Please don’t describe my work as ‘eloquent’

A lot of people read and enjoy my work- a readership I’m grateful for. But there’s one loaded compliment that jars me more than a thousand racial slurs.  It’s being told I’m eloquent.

This comment does not mean the same thing when directed to me as when directed to my white counterparts. Eloquence is loaded with racial implications. If you are a first, second or (like me) a third generation immigrant, you’ll be all too familiar with the coded compliment of ‘you speak so well’. Eloquence is the arbiter of British assimilation, with compliments such as ‘you speak so well’ offered to us immigrants as a marker of reluctant acceptance. If we’re not speaking ‘well’- perhaps with the thick, lilting accent of my grandparents- our intelligence is called into question. Complementing eloquence is part and parcel of the big British colour blindness project, with its efforts to ‘not see race’ by erasing our difference and heritage by demanding us to assimilate.

During London’s riots of 2011, BBC Newsnight held a discussion on the causes of the riots with novelist Dreda Say Mitchell, author Owen Jones, and historian David Starkey.  After expressing admiration for Enoch Powell’s ‘rivers of blood’ speech and likening black culture to a contagious disease, Starkey earnestly said: ‘listen to David Lammy.  An archetypical, successful black man. If you turn the screen off, so you were listening to him on the radio, you’d think he was white.’

You speak so well. You’re very eloquent. You have a good grasp of our language. You’re an acceptable immigrant. You sound like you belong here!

The flip side of being deemed as acceptable or respectable is that the line has been drawn on who is an acceptable immigrant, and who is not. David Starkey made that point clear.I’m not interested in being some kind of model minority. Until none of us are unacceptable, we are all unacceptable.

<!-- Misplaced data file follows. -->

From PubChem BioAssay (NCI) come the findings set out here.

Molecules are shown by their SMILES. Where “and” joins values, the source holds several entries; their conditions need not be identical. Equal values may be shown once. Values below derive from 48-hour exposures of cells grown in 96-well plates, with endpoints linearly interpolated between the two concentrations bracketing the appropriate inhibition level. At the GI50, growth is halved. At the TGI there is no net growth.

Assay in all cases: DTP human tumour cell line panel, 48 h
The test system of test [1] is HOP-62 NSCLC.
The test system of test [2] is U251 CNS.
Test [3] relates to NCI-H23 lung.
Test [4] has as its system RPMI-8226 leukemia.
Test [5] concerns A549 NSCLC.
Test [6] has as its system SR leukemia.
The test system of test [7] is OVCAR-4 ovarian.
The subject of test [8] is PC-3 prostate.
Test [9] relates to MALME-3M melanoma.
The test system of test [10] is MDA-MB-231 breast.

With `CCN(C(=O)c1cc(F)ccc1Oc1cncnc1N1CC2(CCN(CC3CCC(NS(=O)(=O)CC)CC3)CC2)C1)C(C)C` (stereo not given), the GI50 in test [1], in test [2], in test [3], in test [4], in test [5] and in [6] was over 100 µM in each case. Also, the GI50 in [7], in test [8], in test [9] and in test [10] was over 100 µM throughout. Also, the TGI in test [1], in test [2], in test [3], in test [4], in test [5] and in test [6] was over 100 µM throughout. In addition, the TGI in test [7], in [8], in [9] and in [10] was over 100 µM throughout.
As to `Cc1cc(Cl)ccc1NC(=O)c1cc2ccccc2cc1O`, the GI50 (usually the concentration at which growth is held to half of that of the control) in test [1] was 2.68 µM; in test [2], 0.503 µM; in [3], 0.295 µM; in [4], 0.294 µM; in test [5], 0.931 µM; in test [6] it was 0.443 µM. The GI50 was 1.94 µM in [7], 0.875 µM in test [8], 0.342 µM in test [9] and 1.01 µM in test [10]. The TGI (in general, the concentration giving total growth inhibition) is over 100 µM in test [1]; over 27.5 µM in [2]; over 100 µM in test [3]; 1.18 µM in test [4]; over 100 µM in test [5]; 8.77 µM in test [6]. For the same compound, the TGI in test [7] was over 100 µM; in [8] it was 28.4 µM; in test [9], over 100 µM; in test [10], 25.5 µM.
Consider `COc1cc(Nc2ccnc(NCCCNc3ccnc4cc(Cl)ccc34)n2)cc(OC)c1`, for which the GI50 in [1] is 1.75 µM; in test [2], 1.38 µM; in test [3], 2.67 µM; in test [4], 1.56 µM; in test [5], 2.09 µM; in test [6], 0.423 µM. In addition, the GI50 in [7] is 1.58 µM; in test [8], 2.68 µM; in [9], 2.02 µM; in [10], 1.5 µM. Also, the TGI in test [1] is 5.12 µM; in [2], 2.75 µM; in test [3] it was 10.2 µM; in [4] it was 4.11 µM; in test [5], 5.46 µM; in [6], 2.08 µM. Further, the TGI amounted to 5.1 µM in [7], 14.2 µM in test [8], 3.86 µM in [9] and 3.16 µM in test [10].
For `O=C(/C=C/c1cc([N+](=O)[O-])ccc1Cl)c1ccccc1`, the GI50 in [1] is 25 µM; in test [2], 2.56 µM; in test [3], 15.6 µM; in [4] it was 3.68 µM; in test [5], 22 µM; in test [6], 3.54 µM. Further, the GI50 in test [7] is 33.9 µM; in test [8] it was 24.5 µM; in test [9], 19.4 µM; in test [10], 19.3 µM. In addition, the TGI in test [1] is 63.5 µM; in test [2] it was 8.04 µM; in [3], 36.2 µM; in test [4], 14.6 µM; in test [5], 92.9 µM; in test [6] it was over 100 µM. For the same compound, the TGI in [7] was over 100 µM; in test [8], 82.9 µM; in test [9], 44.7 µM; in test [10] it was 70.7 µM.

I’m aiming to deconstruct and decolonise destructive constructions of race in the same language that created them and enforced linguistic violence on my home continent. There is a bittersweet compliment in being told that I have a great grasp of the English language.  Tell me that my work changed your mind. Tell me that it altered your world view. But don’t call me eloquent.

FURTHER READING: “You Speak Good English.”

Write us your thoughts about this post. Be kind & Play nice.
  1. I enjoyed this post mostly because it relates to a recurring event in my life. I’m an African-American and have always been told that I speak so ‘proper’….. The difference is that I’ve always been told that by other African-Americans. Do you think that I should have taken offense to that for so many years…?

    Reply
    • It’s not for me to say what you should and shouldn’t like. Growing up I’d have black peers tell me I speak ‘white’- I think it came from the same school of thought as what I outlined above.

      Reply
  2. Nick Nakorn says:

    So agree; I got ‘dear chap’ on FB the oher day from someone telling me I didn’t understand institutional racism – trouble is, the older I get, the angrier I get..

    Reply
  3. kirimk8 says:

    Strongly agree. I get complimented a lot on my accent. I’m often told I sound “neutral”. The unspoken part: I don’t sound African (I’m an African immigrant to this country). It feels weird, like getting the tap on the shoulder that “you’re one of us” and usually preludes a problematic comment that I find offensive. Not a club I’m pleased to be allowed entry to.

    Reply

Reply to Nick Nakorn